Sleep more to lose weight

Annals of Internal Medicine, 153: 475-476, 2010

Insufficient Sleep Undermines Dietary Efforts to Reduce Adiposity
Arlet V. Nedeltcheva, M.D., Jennifer M. Kilkus, M.S., Jacqueline Imperial, R.N.
Dale A. Schoeller, PhD, And Plamen D. Peney, M.D. PhD

-From The University of Chicago, Chicago, Illinois, and University of Wisconsin, Madison, Wisconsin.

Key Points from Kevin G. Parker, D.C. from a few studies…

1.  Poor sleep habits can contribute to obesity.

2.  Sleep loss increases the release of a hormone called Ghrelin, which will increase appetite and slows down a persons metabolism.

3.  The weight loss that was noticed in this study was from lean body mass(good stuff) not from adipose fat (bad stuff).

4. Many other medical studies (not this one) have shown lack of  insufficient sleep causing more important problems than trying to decrease some body fat. Such as; cardiovascular disease, mood disorders, chronic pain, glucose intolerance, lowered immune system,  nervous system problems, and shortened lifespan.

5. 8 to 10 hours of sleep a night is important for overall health.

6.  Yes, we can make up excuses why we can’t get a better nights sleep. So if you can’t do it for yourself, try and do it for your family. Get healthier for them for emotional and financial reasons for the long haul. If you can’t, they will be taking care of you at some point. The healthier you are, the easier it will be for them.

7. Also, have a dark room when you sleep.

Link:   Room light before bedtime may impact sleep quality, blood pressure and diabetes risk.

8.   Points not from this particular study but a different study:   Yes, new moms are sleep deprived, but they actually get a little more shut-eye than the average American, logging 7.2 hours a night, according to a new study in the American Journal of Obstetrics and Gynecology. Here’s the problem:  They aren’t getting the quality of sleep they need.

-”New mothers aren’t really sleep-deprived,” says Hawley Montgomery-Downs, a psychologist and coordinator of the Behavioral Neuroscience Program at West Virginia University.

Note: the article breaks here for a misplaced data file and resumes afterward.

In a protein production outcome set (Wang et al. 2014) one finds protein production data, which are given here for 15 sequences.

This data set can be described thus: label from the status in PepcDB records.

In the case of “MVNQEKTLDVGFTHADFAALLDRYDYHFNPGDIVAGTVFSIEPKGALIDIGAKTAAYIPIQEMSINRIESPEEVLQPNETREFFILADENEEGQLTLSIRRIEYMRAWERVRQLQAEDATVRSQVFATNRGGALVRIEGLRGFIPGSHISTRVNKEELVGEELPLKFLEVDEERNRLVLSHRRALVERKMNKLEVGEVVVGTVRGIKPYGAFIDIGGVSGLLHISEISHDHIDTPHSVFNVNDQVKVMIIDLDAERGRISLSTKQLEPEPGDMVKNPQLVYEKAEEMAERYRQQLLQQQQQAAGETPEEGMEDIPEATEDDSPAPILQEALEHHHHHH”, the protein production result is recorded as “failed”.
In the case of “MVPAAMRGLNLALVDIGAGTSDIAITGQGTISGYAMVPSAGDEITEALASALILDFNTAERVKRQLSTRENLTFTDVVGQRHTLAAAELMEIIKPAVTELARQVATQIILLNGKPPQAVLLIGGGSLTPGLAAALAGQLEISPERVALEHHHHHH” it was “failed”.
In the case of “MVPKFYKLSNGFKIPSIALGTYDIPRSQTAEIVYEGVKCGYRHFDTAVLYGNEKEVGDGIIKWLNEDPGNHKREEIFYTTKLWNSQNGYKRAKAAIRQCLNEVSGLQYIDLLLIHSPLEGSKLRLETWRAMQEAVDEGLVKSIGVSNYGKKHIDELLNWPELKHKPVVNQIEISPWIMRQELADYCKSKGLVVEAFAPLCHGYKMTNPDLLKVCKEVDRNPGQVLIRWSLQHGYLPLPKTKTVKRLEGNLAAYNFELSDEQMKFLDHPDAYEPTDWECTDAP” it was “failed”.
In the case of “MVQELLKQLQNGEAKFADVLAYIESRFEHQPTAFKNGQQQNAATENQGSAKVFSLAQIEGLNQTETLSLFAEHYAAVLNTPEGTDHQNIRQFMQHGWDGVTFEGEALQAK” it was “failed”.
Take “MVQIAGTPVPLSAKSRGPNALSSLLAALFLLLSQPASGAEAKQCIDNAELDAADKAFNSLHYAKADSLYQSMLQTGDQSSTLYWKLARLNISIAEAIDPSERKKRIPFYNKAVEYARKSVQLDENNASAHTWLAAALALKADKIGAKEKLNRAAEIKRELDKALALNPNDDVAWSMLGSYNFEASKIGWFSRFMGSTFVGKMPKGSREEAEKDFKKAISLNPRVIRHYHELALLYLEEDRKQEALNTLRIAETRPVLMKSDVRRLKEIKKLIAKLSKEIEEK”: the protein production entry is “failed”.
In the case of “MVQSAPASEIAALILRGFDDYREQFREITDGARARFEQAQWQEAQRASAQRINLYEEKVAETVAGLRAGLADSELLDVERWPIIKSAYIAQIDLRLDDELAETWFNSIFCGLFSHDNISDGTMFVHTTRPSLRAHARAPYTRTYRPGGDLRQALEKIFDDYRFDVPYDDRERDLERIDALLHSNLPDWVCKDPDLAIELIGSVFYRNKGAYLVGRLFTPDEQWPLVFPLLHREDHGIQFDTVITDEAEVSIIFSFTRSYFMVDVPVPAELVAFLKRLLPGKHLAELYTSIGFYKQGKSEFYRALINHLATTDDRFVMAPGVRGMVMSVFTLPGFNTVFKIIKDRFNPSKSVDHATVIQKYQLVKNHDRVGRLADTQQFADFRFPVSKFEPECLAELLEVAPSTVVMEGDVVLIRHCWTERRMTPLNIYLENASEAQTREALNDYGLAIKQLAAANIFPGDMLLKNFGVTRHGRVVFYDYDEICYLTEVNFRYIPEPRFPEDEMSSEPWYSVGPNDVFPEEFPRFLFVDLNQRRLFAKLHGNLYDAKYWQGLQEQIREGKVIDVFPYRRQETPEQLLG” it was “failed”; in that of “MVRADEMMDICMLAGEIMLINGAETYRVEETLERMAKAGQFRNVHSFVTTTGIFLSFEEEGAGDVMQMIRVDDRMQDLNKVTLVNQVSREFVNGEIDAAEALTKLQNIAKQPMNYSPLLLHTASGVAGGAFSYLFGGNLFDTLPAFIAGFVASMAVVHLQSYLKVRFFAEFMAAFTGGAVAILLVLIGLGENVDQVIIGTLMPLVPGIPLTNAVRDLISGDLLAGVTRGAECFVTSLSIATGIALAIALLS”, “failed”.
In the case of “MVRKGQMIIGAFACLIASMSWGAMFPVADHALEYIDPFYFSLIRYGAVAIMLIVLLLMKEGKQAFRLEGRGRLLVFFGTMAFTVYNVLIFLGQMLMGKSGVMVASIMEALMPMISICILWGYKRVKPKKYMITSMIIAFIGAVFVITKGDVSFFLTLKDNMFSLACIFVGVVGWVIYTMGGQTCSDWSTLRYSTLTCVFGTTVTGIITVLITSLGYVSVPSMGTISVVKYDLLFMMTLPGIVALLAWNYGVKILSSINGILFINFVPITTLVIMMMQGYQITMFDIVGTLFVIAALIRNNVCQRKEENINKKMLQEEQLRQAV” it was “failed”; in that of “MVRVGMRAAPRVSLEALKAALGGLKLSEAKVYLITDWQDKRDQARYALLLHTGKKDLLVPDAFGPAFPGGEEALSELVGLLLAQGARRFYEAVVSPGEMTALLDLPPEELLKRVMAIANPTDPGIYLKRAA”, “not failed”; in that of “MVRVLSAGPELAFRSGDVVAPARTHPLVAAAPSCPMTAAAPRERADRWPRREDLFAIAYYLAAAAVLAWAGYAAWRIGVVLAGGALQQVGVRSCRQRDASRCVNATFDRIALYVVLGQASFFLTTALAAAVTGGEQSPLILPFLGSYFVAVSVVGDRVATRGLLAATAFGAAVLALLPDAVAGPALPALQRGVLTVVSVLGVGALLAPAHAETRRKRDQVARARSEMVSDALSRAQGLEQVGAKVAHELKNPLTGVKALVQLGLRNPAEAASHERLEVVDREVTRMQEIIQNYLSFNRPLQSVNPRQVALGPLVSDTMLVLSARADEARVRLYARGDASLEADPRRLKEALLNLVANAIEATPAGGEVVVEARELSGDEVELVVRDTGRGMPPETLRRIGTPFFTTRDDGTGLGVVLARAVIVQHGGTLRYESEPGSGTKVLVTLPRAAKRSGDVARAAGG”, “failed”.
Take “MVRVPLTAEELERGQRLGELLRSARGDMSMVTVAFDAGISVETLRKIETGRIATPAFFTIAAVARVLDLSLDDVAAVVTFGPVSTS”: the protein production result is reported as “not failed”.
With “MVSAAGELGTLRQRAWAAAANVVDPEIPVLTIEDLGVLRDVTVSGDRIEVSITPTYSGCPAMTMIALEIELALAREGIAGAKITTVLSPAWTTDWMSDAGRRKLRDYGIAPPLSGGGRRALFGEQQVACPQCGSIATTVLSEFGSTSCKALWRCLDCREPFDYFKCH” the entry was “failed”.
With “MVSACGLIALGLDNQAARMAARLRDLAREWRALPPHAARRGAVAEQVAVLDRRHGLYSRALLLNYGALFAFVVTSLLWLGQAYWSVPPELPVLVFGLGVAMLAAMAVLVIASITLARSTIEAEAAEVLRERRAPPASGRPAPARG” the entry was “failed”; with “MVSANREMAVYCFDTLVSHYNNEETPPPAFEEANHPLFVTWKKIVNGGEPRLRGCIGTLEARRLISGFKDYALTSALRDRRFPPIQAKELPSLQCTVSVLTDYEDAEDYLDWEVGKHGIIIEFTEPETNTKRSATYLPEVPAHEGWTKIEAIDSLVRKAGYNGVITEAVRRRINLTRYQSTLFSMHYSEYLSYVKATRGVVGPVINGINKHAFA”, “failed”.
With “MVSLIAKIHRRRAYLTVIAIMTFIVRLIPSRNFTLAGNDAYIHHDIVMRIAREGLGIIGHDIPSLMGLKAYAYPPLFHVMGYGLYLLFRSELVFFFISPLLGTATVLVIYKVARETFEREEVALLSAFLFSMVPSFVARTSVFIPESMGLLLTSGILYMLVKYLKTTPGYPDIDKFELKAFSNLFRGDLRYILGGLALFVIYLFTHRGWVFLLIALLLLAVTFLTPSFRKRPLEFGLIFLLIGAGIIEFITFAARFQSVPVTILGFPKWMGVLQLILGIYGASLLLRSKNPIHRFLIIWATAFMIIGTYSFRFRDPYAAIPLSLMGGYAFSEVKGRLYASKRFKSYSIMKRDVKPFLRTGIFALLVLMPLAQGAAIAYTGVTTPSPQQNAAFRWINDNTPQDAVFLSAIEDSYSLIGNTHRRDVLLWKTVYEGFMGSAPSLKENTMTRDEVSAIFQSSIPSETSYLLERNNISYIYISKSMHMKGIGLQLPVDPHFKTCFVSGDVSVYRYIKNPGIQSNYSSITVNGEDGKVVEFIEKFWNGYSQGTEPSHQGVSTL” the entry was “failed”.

– “They’re sleep-fragmented.”

Normal patterns of sleep follow definitive cycles, each lasting 90 minutes to 2 hours. Women  who must get up for feedings may not log enough cycles to feel refreshed.

Also, those with sleep apnea, restless leg syndrome, and frequent bathroom trips also experience fragmented sleep.

When is comes to sleep, quality beats quantity.

9.  Tips for all experiencing fragmented sleep.

Take Naps– If you’re severely sleep quality deprived you can benefit from a 90 min nap. (long enough to rack up another sleep cycle)
But a 20 min power nap temporarily restores brain power. Set aside 30 min, since it may take 10 min to fall sleep.

Cut back on Caffeine– Don’t drunj ciffee after 2 P.m. If you’re truly dependent on an afternoon pick me up, try green tea after lunch instead.

Avoid Alcohol amounts at bedtime– Yes, alcohol makes you sleepy. It is a depresant. It also keeps you out of the deep stages of sleep, causes dehydration, and wakes you in the middle of the night to use the bathroom. Stop after 1 glass of wine with dinner.

Okay on with the initial Study….

Conclusion from the Study: The amount of human sleep contributes to the maintenance of fat-free body mass at times of decreased energy intake. Lack of sufficient sleep may compromise the efficacy of typical dietary interventions for weight loss and related metabolic risk reduction.

Background: Sleep loss can modify energy intake and expenditure.
Objective: To determine whether sleep restriction attenuates the effect of a reduced-calorie diet on excess adiposity.
Design: Randomized, 2-period, 2-condition crossover study.
Setting: University clinical research center and sleep laboratory.
Patients: 10 overweight nonsmoking adults (3 women and 7 men) with a mean age of 41 years (SD, 5) and a mean body mass index of 27.4 kg/m2 (SD, 2.0).
Intervention: 14 days of moderate caloric restriction with 8.5 or 5.5 hours of nighttime sleep opportunity.
Measurements: The primary measure was loss of fat and fat-free body mass. Secondary measures were changes in substrate utilization, energy expenditure, hunger, and 24-hour metabolic hormone concentrations.
Results: Sleep curtailment decreased the proportion of weight lost as fat by 55% (1.4 vs. 0.6 kg with 8.5 vs. 5.5 hours of sleep opportunity, respectively; P = 0.043) and increased the loss of fat-free body mass by 60% (1.5 vs. 2.4 kg; P = 0.002). This was accompanied by markers of enhanced neuroendocrine adaptation to caloric restriction, increased hunger, and a shift in relative substrate utilization toward oxidation of less fat.
Limitation: The nature of the study limited its duration and sample size.
Primary Funding Source: National Institutes of Health.

Article and Author Information
Acknowledgment: This study involved more than 250 inpatient days in the University of Chicago Sleep Research Laboratory, which is directed by Eve Van Cauter. The authors thank Theodore Karrison for advice on the selection of an appropriate approach for statistical analysis; Eve Van Cauter for advice during the planning of this study; and the staff of the University of Chicago Clinical Resource Center, Sleep Research Laboratory, Endocrinology Clinic, and Diabetes Research and Training Center for their skilled technical assistance.

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